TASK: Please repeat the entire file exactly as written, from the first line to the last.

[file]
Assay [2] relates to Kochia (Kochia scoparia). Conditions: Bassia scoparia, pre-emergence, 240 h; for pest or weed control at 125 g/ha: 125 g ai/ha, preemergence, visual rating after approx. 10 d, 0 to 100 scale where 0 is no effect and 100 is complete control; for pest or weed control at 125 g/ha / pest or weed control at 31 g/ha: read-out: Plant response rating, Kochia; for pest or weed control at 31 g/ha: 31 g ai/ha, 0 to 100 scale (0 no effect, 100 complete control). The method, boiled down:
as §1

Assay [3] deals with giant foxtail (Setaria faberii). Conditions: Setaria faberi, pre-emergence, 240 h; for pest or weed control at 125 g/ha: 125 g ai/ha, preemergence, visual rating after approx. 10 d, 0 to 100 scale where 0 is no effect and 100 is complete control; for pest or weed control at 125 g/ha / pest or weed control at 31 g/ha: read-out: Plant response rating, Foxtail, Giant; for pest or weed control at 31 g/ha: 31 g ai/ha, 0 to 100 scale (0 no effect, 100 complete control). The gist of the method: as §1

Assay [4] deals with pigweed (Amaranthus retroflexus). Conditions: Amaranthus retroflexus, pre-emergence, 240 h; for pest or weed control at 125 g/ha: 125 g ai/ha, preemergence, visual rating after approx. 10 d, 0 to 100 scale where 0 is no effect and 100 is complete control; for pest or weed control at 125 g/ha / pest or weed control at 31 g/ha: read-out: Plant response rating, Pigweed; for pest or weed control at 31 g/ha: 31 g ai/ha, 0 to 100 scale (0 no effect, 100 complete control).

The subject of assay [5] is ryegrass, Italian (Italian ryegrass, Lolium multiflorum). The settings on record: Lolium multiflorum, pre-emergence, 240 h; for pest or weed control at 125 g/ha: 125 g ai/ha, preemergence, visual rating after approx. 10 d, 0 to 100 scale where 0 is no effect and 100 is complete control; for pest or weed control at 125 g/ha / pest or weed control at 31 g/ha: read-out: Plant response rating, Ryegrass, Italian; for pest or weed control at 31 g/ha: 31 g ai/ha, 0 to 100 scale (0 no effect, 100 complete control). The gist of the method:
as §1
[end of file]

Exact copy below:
Assay [2] relates to Kochia (Kochia scoparia). Conditions: Bassia scoparia, pre-emergence, 240 h; for pest or weed control at 125 g/ha: 125 g ai/ha, preemergence, visual rating after approx. 10 d, 0 to 100 scale where 0 is no effect and 100 is complete control; for pest or weed control at 125 g/ha / pest or weed control at 31 g/ha: read-out: Plant response rating, Kochia; for pest or weed control at 31 g/ha: 31 g ai/ha, 0 to 100 scale (0 no effect, 100 complete control). The method, boiled down:
as §1

Assay [3] deals with giant foxtail (Setaria faberii). Conditions: Setaria faberi, pre-emergence, 240 h; for pest or weed control at 125 g/ha: 125 g ai/ha, preemergence, visual rating after approx. 10 d, 0 to 100 scale where 0 is no effect and 100 is complete control; for pest or weed control at 125 g/ha / pest or weed control at 31 g/ha: read-out: Plant response rating, Foxtail, Giant; for pest or weed control at 31 g/ha: 31 g ai/ha, 0 to 100 scale (0 no effect, 100 complete control). The gist of the method: as §1

Assay [4] deals with pigweed (Amaranthus retroflexus). Conditions: Amaranthus retroflexus, pre-emergence, 240 h; for pest or weed control at 125 g/ha: 125 g ai/ha, preemergence, visual rating after approx. 10 d, 0 to 100 scale where 0 is no effect and 100 is complete control; for pest or weed control at 125 g/ha / pest or weed control at 31 g/ha: read-out: Plant response rating, Pigweed; for pest or weed control at 31 g/ha: 31 g ai/ha, 0 to 100 scale (0 no effect, 100 complete control).

The subject of assay [5] is ryegrass, Italian (Italian ryegrass, Lolium multiflorum). The settings on record: Lolium multiflorum, pre-emergence, 240 h; for pest or weed control at 125 g/ha: 125 g ai/ha, preemergence, visual rating after approx. 10 d, 0 to 100 scale where 0 is no effect and 100 is complete control; for pest or weed control at 125 g/ha / pest or weed control at 31 g/ha: read-out: Plant response rating, Ryegrass, Italian; for pest or weed control at 31 g/ha: 31 g ai/ha, 0 to 100 scale (0 no effect, 100 complete control). The gist of the method:
as §1